Impact of depression and bipolar disorders on functional and quality of life outcomes in patients undergoing surgery for degenerative cervical myelopathy

Lindsay Tetreault, Narihito Nagoshi, Hiroaki Nakashima, Anoushka Singh, Branko Kopjar, Paul Arnold, Michael G. Fehlings

Research output: Contribution to journalArticlepeer-review

16 Citations (Scopus)

Abstract

Study Design. Analysis of a combined prospective dataset. Objective. To compare clinical outcomes in patients with and without preexisting depression or bipolar disorder undergoing surgery for degenerative cervical myelopathy (DCM). Summary of Background Data. Psychiatric comorbidities, including depression, have been associated with worse clinical outcomes after lumbar spine surgery; however, it is unclear whether these psychiatric disorders are also predictive of outcomes in patients undergoing surgery for the treatment of DCM. Methods. Four hundred and one patients with symptomatic DCM were enrolled in the prospective AOSpine International or North America study at twelve North American sites. Patients were evaluated preoperatively and at 6, 12, and 24 months using the modified Japanese Orthopedic Association scale (mJOA), Nurick score, Neck Disability Index (NDI), and Short- Form 36v2 (SF-36v2) Health Survey. A mixed model analytic approach was used to evaluate differences in outcomes at 24 months among patients with and without psychiatric disorders, while controlling for relevant baseline characteristics and surgical factors. Results. Ninety-seven patients (24.19%) were diagnosed with preexisting depression or bipolar disorder. There were more females (65.98%) with these psychiatric disorders than males (34.02%) (P < 0.0001). Patients with psychiatric comorbidities were more likely to have cardiovascular (P = 0.0177), respiratory (P < 0.0001), gastrointestinal (P < 0.0001), rheumatologic (P = 0.0109), and neurologic (P = 0.0309) disorders. At 24 months after surgery, patients in both groups demonstrated significant improvements on the mJOA, Nurick, NDI, and SF-36v2 Physical Component Score (PCS). Patients with depression or bipolar disorder, however, did not exhibit a significant or clinically important change on the SF-36v2 Mental Component Score (MCS). There were no differences in mJOA and Nurick scores at 24 months among patients in each group. Improvement in NDI, SF-36v2 PCS, and MCS, however, were smaller in patients with depression or bipolar disorder than those without. Conclusion. Patients with depression or bipolar disorder have smaller functional and quality of life improvements after surgery compared to patients without psychiatric comorbidities. Level of Evidence:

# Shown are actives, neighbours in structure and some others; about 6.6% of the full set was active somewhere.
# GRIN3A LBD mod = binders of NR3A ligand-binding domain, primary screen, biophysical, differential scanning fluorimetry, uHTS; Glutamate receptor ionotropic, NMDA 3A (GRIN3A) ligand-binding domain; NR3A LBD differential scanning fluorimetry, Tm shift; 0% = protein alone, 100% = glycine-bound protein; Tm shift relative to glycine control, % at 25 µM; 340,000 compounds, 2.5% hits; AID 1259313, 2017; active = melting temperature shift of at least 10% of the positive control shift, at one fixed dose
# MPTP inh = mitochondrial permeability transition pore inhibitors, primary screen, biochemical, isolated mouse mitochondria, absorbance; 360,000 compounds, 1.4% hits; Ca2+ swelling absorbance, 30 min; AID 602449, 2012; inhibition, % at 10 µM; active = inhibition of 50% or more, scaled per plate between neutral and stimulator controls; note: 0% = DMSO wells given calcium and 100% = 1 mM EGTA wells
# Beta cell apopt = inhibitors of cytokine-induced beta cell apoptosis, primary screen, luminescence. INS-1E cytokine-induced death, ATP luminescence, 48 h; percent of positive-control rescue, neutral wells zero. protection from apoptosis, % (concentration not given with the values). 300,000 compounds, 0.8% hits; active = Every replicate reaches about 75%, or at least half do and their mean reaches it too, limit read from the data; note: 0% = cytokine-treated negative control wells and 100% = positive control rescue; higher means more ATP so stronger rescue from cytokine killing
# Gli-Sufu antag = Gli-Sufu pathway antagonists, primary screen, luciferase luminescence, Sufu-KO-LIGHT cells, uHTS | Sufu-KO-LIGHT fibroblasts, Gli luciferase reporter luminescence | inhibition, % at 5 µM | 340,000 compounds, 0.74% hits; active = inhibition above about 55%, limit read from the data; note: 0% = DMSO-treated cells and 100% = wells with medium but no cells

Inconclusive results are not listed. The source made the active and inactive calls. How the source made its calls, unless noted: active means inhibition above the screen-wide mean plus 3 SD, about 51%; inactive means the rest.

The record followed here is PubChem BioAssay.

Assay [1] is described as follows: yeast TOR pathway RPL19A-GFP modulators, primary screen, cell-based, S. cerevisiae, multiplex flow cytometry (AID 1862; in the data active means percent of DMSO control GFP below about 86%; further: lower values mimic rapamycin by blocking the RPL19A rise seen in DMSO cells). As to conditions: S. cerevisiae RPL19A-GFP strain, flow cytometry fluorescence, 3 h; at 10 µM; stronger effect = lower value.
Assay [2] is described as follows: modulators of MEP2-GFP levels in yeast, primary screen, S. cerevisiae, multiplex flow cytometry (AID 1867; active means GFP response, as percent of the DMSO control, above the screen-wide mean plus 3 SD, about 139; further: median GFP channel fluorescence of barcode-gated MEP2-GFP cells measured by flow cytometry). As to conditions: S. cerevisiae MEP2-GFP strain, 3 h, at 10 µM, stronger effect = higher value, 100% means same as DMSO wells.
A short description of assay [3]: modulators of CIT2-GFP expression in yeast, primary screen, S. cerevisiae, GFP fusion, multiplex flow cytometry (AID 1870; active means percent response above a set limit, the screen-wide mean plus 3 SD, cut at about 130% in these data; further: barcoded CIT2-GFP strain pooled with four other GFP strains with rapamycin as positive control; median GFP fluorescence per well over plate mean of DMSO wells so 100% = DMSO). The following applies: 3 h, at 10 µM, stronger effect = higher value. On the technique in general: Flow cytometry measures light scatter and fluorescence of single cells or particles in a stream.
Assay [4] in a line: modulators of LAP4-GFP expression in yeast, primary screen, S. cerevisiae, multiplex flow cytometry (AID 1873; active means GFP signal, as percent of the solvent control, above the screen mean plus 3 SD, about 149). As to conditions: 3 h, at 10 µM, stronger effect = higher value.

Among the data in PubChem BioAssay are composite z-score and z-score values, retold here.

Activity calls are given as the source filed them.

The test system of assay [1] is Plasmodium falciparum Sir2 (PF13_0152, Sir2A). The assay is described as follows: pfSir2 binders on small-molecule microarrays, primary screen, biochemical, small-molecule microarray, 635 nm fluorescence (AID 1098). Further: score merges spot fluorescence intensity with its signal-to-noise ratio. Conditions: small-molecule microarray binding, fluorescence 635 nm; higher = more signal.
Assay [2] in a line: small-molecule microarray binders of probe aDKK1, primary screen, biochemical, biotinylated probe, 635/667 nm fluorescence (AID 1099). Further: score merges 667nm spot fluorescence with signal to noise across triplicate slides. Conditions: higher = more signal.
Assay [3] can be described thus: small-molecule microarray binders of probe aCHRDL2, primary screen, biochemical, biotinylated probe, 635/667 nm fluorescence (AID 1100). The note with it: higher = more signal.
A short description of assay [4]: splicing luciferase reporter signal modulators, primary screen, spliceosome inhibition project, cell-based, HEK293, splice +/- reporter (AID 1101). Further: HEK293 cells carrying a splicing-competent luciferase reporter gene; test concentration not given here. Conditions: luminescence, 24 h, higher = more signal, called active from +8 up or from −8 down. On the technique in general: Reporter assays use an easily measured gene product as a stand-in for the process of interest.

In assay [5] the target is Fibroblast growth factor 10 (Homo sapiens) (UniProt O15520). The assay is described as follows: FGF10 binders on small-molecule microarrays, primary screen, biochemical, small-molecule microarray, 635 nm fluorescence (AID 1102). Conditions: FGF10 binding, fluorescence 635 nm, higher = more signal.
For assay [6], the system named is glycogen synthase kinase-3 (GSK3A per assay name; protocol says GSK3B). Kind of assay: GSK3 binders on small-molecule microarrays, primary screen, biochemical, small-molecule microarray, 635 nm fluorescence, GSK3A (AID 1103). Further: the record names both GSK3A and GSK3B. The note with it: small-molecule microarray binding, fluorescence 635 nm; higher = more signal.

Original languageEnglish
Pages (from-to)372-378
Number of pages7
JournalSpine
Volume42
Issue number6
DOIs
Publication statusPublished - 2017 Mar 15

Keywords

  • degenerative cervical myelopathy
  • depression
  • functional outcomes
  • psychiatric comorbidities
  • quality of life

ASJC Scopus subject areas

  • Orthopedics and Sports Medicine
  • Clinical Neurology

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